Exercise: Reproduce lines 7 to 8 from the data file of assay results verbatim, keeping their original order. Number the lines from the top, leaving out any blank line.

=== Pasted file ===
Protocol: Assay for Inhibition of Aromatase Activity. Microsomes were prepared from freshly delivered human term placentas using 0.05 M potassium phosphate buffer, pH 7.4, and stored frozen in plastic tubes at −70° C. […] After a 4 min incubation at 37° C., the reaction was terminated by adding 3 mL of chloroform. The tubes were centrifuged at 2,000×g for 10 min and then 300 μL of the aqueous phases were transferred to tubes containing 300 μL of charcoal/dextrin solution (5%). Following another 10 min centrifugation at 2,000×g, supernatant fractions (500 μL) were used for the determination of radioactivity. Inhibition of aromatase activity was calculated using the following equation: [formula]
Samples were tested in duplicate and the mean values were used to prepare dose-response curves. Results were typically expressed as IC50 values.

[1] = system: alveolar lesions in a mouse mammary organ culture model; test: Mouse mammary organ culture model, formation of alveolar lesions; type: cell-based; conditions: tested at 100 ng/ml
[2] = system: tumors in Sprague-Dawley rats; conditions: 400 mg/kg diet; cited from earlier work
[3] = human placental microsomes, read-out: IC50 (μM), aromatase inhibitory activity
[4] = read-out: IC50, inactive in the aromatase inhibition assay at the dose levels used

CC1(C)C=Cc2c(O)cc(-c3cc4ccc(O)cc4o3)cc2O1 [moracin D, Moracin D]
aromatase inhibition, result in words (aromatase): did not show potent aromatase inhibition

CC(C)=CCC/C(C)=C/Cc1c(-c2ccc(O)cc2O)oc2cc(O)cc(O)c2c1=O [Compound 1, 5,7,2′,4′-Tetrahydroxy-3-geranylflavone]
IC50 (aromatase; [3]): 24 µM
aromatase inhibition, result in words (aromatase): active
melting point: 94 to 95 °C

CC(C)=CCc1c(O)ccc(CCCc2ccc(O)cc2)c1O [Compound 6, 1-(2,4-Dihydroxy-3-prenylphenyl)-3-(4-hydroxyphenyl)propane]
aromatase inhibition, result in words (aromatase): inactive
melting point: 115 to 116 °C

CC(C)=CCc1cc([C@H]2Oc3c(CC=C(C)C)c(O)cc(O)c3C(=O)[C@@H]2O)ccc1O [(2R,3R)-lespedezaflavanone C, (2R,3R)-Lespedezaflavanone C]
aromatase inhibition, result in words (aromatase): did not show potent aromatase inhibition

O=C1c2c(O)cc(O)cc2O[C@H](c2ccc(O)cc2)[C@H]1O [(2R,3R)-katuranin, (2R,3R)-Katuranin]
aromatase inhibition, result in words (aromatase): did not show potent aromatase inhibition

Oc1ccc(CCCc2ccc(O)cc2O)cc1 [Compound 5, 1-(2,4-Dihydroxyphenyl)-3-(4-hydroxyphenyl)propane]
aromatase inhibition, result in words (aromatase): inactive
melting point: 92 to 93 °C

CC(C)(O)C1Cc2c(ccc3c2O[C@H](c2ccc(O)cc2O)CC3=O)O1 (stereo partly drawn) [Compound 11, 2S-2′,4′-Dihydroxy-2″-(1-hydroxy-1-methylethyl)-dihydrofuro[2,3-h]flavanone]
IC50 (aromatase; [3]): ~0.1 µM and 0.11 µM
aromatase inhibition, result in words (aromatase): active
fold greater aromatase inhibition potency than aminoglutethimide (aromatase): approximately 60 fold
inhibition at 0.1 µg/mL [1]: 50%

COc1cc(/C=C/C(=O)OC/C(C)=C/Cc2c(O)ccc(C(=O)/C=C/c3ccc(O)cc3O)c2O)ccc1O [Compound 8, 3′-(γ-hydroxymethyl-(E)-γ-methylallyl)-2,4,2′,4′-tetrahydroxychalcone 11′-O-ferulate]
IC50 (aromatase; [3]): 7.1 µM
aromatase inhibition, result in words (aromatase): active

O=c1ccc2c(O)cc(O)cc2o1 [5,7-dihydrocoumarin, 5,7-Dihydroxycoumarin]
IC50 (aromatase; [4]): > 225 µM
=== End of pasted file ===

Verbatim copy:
CC1(C)C=Cc2c(O)cc(-c3cc4ccc(O)cc4o3)cc2O1 [moracin D, Moracin D]
aromatase inhibition, result in words (aromatase): did not show potent aromatase inhibition